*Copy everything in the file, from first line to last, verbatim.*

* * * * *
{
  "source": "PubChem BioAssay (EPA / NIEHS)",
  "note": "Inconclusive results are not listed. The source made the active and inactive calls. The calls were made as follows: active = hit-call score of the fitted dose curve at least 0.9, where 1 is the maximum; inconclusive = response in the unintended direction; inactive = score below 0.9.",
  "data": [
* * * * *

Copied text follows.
{
  "source": "PubChem BioAssay (EPA / NIEHS)",
  "note": "Inconclusive results are not listed. The source made the active and inactive calls. The calls were made as follows: active = hit-call score of the fitted dose curve at least 0.9, where 1 is the maximum; inconclusive = response in the unintended direction; inactive = score below 0.9.",
  "data": [